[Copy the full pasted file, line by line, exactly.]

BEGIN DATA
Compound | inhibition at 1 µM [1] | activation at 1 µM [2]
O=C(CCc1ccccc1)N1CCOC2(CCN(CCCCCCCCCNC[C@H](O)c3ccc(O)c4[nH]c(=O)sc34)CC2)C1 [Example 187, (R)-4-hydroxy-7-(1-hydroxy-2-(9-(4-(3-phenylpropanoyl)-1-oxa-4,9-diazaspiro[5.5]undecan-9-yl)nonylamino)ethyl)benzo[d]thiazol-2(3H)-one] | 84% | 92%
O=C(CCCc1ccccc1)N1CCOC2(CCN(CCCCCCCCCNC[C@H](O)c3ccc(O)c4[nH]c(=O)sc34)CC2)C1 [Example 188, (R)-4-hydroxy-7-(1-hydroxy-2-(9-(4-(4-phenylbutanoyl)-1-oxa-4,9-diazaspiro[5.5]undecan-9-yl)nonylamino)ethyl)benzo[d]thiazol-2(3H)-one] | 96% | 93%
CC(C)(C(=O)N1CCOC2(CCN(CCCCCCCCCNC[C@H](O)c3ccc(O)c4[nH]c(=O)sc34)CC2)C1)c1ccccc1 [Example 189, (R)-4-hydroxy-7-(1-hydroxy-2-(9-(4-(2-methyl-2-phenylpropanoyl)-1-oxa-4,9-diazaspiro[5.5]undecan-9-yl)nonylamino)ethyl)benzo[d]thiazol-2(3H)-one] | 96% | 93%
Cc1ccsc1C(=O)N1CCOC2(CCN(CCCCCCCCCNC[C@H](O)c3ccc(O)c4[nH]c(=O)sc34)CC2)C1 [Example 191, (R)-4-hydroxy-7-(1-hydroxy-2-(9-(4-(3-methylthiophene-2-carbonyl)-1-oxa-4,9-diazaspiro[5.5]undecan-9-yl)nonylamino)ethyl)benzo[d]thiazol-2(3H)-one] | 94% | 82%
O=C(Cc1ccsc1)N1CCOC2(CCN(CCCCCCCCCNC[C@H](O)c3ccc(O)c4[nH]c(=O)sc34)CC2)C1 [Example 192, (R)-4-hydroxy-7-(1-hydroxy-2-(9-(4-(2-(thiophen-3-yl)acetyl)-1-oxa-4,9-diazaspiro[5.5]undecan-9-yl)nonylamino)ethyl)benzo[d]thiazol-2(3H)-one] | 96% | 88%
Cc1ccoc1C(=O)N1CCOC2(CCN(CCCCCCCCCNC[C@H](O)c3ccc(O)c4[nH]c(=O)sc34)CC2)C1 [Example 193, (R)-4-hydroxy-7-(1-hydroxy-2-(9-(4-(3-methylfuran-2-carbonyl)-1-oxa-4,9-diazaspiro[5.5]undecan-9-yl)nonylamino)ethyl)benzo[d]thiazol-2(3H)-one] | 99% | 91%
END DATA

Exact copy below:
Compound | inhibition at 1 µM [1] | activation at 1 µM [2]
O=C(CCc1ccccc1)N1CCOC2(CCN(CCCCCCCCCNC[C@H](O)c3ccc(O)c4[nH]c(=O)sc34)CC2)C1 [Example 187, (R)-4-hydroxy-7-(1-hydroxy-2-(9-(4-(3-phenylpropanoyl)-1-oxa-4,9-diazaspiro[5.5]undecan-9-yl)nonylamino)ethyl)benzo[d]thiazol-2(3H)-one] | 84% | 92%
O=C(CCCc1ccccc1)N1CCOC2(CCN(CCCCCCCCCNC[C@H](O)c3ccc(O)c4[nH]c(=O)sc34)CC2)C1 [Example 188, (R)-4-hydroxy-7-(1-hydroxy-2-(9-(4-(4-phenylbutanoyl)-1-oxa-4,9-diazaspiro[5.5]undecan-9-yl)nonylamino)ethyl)benzo[d]thiazol-2(3H)-one] | 96% | 93%
CC(C)(C(=O)N1CCOC2(CCN(CCCCCCCCCNC[C@H](O)c3ccc(O)c4[nH]c(=O)sc34)CC2)C1)c1ccccc1 [Example 189, (R)-4-hydroxy-7-(1-hydroxy-2-(9-(4-(2-methyl-2-phenylpropanoyl)-1-oxa-4,9-diazaspiro[5.5]undecan-9-yl)nonylamino)ethyl)benzo[d]thiazol-2(3H)-one] | 96% | 93%
Cc1ccsc1C(=O)N1CCOC2(CCN(CCCCCCCCCNC[C@H](O)c3ccc(O)c4[nH]c(=O)sc34)CC2)C1 [Example 191, (R)-4-hydroxy-7-(1-hydroxy-2-(9-(4-(3-methylthiophene-2-carbonyl)-1-oxa-4,9-diazaspiro[5.5]undecan-9-yl)nonylamino)ethyl)benzo[d]thiazol-2(3H)-one] | 94% | 82%
O=C(Cc1ccsc1)N1CCOC2(CCN(CCCCCCCCCNC[C@H](O)c3ccc(O)c4[nH]c(=O)sc34)CC2)C1 [Example 192, (R)-4-hydroxy-7-(1-hydroxy-2-(9-(4-(2-(thiophen-3-yl)acetyl)-1-oxa-4,9-diazaspiro[5.5]undecan-9-yl)nonylamino)ethyl)benzo[d]thiazol-2(3H)-one] | 96% | 88%
Cc1ccoc1C(=O)N1CCOC2(CCN(CCCCCCCCCNC[C@H](O)c3ccc(O)c4[nH]c(=O)sc34)CC2)C1 [Example 193, (R)-4-hydroxy-7-(1-hydroxy-2-(9-(4-(3-methylfuran-2-carbonyl)-1-oxa-4,9-diazaspiro[5.5]undecan-9-yl)nonylamino)ethyl)benzo[d]thiazol-2(3H)-one] | 99% | 91%